8bitrocket.com
26Feb/090

Silverlight Game Development Interweb Mash-Up Feb. 25, 2009

Sorry, I missed a week of this mash-up, but I'm back again with another entry chock-full of Silverlight Game Development Goodness.

This week we check out new entries in the Silverlight Game Development Blogosphere.

The guys over at Silverlight Games 101 have just launched a new Silverlight Game portal, SilverArcade.com. They are currently accepting game submissions and ideas for a their new logo for the site. This is great news for Silverlight Game Developers. Another great idea they have is "quality control". They will not be accepting every game that come across their inbox. This is great news for devs who are tired of competing with the latest pile of "Developed-in-2-hours-from-stolen-code super-click" games for attention from portal players.

The fine people over at Shine Draw have a couple of interesting new bits for Silverlight Game devs. The first is a discussion about Eclipse for Silverlight (http://www.eclipse4sl.org/), a nice tool for people used to working with open source technologies and Flash devs who can't get into Visual Studio. The other interesting entry has some good examples of Drag And Drop that can be used all manner of Silverlight web games.

Andy Beaulieu has a nice little entry on the Server Quest Contest, a $5000 Silverlight Game Making contest...

By the way, as an aside, Silverlight Game Developers might not be aware of this, but Flash Game Developers have been participating in contests like this for many years now. It is essential that you read the fine-print in the rules before you submit anything to a contest. Many contests are held by sites simply to get access to new games exclusively (and sometimes source code), and you waive any right to compensation by submitting. The Contest Rules for this one state the following:

  • are granting us and our respective parents, subsidiaries, affiliates, employees and agents an irrevocable, worldwide right and license to: (i) use, store, review, assess, test and otherwise analyze your entry and all its content in connection with this Contest; (ii) change the format, transcode, or otherwise process the game to conform to the network's or website's technical requirements or limitations, and (iii) feature your entry and all its content in connection with the promotion of this Contest in all media (now known or later developed);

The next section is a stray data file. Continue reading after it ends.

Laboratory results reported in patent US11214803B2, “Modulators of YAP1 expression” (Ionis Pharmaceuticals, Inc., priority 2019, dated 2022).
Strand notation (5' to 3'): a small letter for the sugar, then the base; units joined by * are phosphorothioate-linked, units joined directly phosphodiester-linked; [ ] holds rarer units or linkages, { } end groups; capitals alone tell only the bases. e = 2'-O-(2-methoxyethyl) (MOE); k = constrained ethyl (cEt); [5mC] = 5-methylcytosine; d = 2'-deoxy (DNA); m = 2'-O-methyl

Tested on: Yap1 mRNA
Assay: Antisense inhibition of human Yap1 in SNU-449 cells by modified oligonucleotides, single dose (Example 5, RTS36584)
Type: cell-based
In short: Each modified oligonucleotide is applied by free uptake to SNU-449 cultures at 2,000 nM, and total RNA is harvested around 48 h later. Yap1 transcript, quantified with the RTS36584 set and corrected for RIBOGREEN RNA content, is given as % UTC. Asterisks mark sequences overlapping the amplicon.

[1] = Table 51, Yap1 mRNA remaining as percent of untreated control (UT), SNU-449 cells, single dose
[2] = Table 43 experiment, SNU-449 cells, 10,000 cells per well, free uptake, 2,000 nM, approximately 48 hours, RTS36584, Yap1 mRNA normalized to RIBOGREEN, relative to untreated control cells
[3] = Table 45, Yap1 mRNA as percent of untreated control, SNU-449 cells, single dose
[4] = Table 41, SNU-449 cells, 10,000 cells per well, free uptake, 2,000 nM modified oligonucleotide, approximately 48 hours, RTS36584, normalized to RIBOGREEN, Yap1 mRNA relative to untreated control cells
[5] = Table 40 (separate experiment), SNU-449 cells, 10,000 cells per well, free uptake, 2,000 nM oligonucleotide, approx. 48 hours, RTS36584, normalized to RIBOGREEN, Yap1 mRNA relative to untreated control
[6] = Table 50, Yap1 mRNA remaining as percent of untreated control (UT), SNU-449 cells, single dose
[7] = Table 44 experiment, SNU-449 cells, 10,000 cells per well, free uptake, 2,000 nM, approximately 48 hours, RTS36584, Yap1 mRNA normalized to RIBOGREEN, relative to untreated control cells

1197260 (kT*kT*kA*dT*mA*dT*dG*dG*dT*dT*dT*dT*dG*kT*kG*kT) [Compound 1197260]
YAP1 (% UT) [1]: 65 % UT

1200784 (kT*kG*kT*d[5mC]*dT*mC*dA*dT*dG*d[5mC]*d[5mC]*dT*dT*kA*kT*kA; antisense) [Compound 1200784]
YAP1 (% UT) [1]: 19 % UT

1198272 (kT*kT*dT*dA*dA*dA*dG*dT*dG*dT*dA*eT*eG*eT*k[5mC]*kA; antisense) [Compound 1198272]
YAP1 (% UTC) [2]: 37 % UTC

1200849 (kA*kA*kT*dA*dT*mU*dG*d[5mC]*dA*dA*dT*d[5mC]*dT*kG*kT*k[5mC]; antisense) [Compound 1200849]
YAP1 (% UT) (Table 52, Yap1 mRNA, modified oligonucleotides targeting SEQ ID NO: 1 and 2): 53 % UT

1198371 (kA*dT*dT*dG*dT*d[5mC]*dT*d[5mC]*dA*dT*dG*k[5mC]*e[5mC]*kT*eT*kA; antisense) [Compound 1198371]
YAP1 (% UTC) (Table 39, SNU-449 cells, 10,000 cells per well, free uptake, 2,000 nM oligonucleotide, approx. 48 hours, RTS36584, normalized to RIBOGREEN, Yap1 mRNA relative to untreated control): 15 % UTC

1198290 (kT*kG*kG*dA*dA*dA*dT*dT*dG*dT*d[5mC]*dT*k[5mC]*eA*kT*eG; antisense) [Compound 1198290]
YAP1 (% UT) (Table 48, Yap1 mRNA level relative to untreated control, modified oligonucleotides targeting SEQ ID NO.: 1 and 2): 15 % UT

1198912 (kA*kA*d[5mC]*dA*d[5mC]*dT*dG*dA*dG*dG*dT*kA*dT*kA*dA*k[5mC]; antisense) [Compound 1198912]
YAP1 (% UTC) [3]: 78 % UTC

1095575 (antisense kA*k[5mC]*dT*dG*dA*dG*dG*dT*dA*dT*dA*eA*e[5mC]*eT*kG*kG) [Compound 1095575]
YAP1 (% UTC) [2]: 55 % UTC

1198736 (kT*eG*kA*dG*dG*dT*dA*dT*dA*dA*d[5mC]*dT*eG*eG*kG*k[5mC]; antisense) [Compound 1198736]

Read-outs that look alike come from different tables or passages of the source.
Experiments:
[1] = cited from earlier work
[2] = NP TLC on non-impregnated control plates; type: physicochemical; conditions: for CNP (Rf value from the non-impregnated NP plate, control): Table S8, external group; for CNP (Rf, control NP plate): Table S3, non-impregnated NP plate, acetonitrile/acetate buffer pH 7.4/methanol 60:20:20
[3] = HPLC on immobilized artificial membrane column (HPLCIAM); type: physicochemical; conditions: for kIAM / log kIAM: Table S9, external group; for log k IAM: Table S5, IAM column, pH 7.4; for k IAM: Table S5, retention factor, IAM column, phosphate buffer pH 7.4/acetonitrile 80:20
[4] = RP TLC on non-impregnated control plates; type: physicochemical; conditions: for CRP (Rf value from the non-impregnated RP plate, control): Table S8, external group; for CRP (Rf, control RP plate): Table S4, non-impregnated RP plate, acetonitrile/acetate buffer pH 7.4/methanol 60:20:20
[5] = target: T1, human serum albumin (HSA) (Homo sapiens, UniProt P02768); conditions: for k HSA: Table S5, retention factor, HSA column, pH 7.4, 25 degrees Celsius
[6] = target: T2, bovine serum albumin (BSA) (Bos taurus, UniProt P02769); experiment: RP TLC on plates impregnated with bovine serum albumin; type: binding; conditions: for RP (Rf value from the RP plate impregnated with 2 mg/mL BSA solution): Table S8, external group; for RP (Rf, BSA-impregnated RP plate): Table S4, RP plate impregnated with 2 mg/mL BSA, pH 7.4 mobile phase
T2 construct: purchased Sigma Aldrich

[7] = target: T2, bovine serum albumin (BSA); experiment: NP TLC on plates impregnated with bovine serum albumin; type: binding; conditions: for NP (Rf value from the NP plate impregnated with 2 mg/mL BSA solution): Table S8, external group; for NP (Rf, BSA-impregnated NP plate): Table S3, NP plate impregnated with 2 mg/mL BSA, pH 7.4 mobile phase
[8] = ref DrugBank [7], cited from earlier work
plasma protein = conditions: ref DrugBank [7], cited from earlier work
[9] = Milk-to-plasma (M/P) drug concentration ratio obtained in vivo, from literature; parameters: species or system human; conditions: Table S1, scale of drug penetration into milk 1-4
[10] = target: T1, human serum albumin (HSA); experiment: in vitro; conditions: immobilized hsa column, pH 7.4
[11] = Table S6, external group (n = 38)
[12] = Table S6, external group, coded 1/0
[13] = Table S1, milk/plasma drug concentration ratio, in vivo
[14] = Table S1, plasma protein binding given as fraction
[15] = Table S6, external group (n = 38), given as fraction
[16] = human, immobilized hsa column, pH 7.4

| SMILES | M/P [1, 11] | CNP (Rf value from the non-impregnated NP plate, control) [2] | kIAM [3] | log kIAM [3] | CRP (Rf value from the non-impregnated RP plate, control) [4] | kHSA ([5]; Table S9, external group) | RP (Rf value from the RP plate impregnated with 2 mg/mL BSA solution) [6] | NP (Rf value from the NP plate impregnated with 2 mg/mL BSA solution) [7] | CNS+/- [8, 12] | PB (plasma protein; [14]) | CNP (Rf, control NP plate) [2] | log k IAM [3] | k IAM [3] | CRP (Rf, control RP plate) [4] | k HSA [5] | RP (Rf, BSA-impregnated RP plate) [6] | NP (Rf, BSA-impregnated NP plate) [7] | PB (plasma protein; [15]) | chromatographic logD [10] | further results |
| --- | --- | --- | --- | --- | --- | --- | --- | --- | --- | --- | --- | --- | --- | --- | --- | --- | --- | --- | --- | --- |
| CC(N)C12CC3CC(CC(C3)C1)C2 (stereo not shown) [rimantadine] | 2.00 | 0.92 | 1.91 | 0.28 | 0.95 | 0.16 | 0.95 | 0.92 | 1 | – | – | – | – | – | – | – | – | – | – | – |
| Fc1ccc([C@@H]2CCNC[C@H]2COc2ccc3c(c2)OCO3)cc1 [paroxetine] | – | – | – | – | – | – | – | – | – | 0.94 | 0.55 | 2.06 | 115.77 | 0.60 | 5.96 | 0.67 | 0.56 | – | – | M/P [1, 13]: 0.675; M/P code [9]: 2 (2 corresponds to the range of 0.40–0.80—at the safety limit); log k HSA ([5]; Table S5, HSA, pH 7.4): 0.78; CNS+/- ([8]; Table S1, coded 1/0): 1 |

Believe it or not, this one is not as bad as many that Flash Developers run into on a daily basis. Notice though the words affiliates, and irrevocable . Simply put they could give your game to any affiliates (which could be anyone), and irrevocable means you can do nothing about it. Still, this is much better than some agreements I have read. This one seems to be limited to the contest. I've read agreements that give the web site a license to create derivative works based on your I.P. which means they could take all your assets and make "Game II" and you could do nothing about it. Watch out for that and ALWAYS read the rules and regs before entering a contest. Many times, they are not worth it.

Mashoo has some great news including items about Spicing Up Your Silverlight Loader and the Graphic Design Of A Fictional Character. They also have some interesting new games including Tire Storm, Farseer's new physics-based game, and Snake Charm, a cool little take on this classic game. At the same time, Farseer is also touting Tire Storm right now too, as well as We Are bugs, their entry into the Mix09 10K contest.

In short news, I'm not sure if I mentioned this last time, but Aven's Corner has a nice set of kids' games built in Silverlight, and we launched a simple kids game named Katie's Heart Catcher earlier this month. Also, don't forget top check out the newest games on Silverlight.net, and on the Mix09 10K Contest site.

That's it for this week, thanks for reading.

Filed under: Silverlight No Comments
24Feb/090

Flash Game Development Inter-web mash up: Feb 24, 2009

Flash Game Development Inter-web mash up: Feb 24, 2009

The latest in Blog entries and articles that might interest Flash game developers.

This time we cover: Game math tutorials; Paper Vision, and Box2D tutorials; Blogs on the 4K game Contest, render profiling, Multiplayer v. Single player design issues; Game Producer deadline management; Freelance Flash Games in depth investigations on thumb nails and titles; Some general game development articles on AI specific topics; A whole bunch of new games and other various zarjaz.

From the blogs
- Are you interested in entering the 4K game contest? There have been some optimization discussions on GYW, Photon Storm, Urbansquall (From the great Tony Pa) and 8bitrocket (here, here and here).
- From the Gambrinous blog (new to this round-up) : Multiplayer v. Single Player: Opposite Design Goals
- Sokay.net has a great new layout and look.
- Edge Online's Future of Games is Flash Article
- Stephen Calender's Flash Render Profiling

New Tutorials and Example Code to expand your skills
- Free Actionscript's awesome realistic bitmap explosion.
- Free Actionscript's MovieClip rotation around a point.
- Free Actionscript's Rotating MovieClips toward the mouse.
- Free Actionscript's Get Radians and Degrees
- Free Actionscript's Distance between two MovieClip objects
- Emanuele's Basic Filler engine with Box2D part 1
- AS Gamer's Character Movement: Helicopter Games
- Flash Perfection's advanced mesh splitting tutorial for Papervision 3D (from /www.bukisa.com)
- Check out all of the game programming tutorials that Flash Perfection has to offer.
- Part 7 of Michael James Williams' avoider game tutorial

Helpful hints from the field
- Alexander Shen's Mochi Land treatise on the dress-up game genre.